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Spectrum Policy for the Wired Network -

Increasingly, the wired and wireless networks are converging in architecture and function. For example, the further fiber moves towards the customer, the more wireless capabilities are available in cellular networks. As wireless offers more bandwidth, it can deliver video and other functions previously thought to require broadband pipes. The question then arises, to what extent are wireless offerings substitutable for wireline services, and vice versa? And, what spectrum policies would foster best the goals of a robust, reliable and effective communications system in the United States? This roundtable will look at all forms of wireless, e.g., from cellular to broadcast to satellite communications.

Thursday, November 14, 2013

8:45 a.m. – 9:45 a.m.               Session I.  Setting the Predicates: Communications Architecture Today and Tomorrow

The Roundtable will begin with a look at the characteristics of network architecture, both wired and wireless, that are relevant to the broader policy inquiry.  Necessarily, the session will also address the overall goals of a communications system, which no doubt include a robust, reliable and effective delivery of end to end communications.  In the course of this exploration, the group will consider public goods that need to reach consumers, and the desire for consumer choice of competitive services. In the end, then, when is it necessary to have wired services to achieve a particular goal?  What technical characteristics affect policies towards competition and fulfillment of broader policy goals?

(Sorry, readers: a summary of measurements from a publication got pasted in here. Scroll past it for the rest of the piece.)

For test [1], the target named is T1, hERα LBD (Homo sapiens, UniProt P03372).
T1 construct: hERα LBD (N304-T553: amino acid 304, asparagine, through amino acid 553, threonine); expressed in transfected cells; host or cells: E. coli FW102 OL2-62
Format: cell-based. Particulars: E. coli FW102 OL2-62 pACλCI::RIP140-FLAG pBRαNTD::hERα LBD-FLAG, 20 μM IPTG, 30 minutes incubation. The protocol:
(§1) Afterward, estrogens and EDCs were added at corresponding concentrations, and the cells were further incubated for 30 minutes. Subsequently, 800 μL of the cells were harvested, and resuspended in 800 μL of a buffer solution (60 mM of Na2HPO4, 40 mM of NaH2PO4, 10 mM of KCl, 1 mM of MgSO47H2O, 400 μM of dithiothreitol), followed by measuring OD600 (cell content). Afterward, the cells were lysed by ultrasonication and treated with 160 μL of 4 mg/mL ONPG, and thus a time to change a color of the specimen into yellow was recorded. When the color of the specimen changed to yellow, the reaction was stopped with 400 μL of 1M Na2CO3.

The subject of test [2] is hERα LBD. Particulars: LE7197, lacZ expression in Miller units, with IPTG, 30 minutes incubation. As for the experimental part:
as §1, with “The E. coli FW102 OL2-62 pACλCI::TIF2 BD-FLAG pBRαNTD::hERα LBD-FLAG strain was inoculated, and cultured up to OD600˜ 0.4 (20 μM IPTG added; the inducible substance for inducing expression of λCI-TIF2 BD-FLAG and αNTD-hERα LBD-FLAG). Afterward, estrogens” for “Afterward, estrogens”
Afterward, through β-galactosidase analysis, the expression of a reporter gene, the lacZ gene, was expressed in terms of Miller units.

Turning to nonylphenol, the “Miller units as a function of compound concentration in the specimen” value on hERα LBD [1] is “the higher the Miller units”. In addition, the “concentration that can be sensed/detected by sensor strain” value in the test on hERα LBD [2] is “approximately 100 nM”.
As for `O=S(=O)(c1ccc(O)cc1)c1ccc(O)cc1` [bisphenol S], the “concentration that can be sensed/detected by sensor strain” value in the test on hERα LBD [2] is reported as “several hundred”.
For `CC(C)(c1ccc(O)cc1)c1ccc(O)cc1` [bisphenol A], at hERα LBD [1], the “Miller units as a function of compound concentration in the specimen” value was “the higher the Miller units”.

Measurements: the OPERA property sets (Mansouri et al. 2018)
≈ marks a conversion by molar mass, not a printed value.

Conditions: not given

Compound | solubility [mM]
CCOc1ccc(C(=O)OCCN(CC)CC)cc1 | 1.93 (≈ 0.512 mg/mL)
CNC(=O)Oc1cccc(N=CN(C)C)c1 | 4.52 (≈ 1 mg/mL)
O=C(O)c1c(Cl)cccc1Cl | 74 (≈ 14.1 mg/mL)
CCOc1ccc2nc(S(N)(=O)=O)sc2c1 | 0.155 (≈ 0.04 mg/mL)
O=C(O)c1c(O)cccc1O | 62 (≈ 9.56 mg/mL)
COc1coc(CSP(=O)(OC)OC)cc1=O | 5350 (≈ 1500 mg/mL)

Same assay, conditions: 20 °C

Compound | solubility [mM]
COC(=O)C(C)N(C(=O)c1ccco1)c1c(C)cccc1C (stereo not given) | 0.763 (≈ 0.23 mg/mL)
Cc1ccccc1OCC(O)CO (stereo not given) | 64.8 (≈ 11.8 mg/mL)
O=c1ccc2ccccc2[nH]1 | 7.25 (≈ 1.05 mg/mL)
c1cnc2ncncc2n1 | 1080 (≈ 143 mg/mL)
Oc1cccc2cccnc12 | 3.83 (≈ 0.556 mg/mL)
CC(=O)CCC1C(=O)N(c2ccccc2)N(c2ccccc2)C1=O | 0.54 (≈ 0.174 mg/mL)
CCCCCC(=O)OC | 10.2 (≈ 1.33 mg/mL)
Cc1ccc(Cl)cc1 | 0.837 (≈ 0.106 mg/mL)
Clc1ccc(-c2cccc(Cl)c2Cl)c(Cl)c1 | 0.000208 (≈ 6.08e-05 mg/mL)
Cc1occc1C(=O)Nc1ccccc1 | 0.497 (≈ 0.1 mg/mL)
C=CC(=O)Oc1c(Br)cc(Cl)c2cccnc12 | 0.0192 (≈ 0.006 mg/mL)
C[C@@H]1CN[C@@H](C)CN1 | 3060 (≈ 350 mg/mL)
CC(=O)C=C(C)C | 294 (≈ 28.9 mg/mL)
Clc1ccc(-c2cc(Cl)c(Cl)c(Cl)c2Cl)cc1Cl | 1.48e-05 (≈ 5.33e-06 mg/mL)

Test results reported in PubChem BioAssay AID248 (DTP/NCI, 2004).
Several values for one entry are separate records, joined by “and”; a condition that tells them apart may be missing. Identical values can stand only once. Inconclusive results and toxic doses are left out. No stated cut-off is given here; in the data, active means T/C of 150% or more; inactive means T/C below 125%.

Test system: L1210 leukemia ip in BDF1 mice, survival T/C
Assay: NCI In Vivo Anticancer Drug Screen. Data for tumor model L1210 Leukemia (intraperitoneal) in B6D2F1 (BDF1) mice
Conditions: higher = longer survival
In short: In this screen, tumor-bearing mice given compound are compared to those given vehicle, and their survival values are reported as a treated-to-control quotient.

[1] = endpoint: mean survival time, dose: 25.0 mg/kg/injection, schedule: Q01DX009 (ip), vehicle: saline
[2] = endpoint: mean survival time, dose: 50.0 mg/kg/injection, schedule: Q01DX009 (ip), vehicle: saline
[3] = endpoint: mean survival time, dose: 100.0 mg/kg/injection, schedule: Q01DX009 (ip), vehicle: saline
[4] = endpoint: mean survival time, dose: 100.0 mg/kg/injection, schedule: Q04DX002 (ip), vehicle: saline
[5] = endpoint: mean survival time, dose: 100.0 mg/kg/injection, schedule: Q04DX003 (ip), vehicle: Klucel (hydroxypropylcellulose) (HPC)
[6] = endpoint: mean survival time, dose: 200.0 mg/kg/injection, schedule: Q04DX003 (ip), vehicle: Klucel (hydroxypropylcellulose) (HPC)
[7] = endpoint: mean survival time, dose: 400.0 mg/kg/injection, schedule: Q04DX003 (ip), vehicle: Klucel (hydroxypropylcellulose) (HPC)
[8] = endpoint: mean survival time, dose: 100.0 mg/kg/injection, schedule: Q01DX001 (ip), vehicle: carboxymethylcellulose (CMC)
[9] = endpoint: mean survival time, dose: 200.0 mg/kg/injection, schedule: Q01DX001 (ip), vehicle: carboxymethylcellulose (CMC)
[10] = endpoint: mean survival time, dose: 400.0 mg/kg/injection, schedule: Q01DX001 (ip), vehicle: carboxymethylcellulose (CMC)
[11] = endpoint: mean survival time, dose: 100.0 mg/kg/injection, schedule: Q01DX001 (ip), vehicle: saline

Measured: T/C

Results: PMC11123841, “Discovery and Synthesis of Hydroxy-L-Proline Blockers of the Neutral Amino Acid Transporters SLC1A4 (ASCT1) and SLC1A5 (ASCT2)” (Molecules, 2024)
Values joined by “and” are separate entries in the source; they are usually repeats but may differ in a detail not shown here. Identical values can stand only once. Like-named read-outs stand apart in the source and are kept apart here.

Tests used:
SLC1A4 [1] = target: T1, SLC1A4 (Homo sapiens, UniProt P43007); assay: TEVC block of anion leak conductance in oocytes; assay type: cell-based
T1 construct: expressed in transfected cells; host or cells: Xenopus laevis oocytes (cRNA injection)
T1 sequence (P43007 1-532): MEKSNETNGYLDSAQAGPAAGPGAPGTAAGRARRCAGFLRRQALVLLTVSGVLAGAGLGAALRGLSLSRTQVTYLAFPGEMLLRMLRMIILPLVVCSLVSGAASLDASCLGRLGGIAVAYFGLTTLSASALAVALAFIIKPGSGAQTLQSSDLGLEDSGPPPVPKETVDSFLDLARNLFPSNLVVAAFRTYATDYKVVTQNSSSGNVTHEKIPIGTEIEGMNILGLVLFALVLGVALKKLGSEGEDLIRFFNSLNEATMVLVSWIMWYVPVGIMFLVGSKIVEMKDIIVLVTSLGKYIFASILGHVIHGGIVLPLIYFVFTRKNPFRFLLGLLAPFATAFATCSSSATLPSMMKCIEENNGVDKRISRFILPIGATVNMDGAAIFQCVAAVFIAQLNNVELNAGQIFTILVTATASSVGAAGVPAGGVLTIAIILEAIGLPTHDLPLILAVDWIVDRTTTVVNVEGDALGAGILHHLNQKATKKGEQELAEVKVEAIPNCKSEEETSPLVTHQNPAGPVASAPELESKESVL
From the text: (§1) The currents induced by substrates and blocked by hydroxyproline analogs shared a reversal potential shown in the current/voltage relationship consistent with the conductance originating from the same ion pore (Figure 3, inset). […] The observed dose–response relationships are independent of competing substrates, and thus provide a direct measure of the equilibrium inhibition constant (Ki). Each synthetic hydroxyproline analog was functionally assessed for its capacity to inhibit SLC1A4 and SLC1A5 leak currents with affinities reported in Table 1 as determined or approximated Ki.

9:45 a.m. – 10:30 a.m.             Session II.  PSTN, Public Goods and Reliability

Following up on the first session, what essential elements of the wired network are required by public policy?  Which of these can wireless services substitute for?  Which would be better from wireless providers?  That is, where can wireless provide better essential services than wired?  What are the consequences of switching to wireless in those cases? 

11:00 a.m. – 12:15 p.m.          Session III.  Substitution and Competition

How can spectrum services and spectrum policy foster a greater choice of communications services?  How should policy-makers measure substitutability in this arena?  What will allow providers to optimize the capabilities of the system while allowing consumers to optimize choice?

1:30 p.m. – 4:30 p.m.              Session IV.  Working Groups

Each working group will address what spectrum policies can advance overall communications policy goals, e.g., robust, reliable, and effective communications with choice where possible.
In each case, the group should define and refine its subject area, take cognizance of the goals they are serving, and propose one to three spectrum policies that would advance it.

A.  Public Goods, e.g., safety, education
B.  Competitive Services
C.  Rural Communications

Friday, November 15, 2013

8:45 a.m. – 10:15 a.m.             Session V.  Reports of the Working Groups

Each working group will report back the specifics of their recommendations to the Roundtable group.
Dialogue among participants will follow.

10:30 a.m. – 12:00 p.m.          Session VI.  Conclusions, Recommendations and Next Steps

This session will look across the recommendations of the three working groups and find cross cutting solutions that will advance the goals of the Roundtable.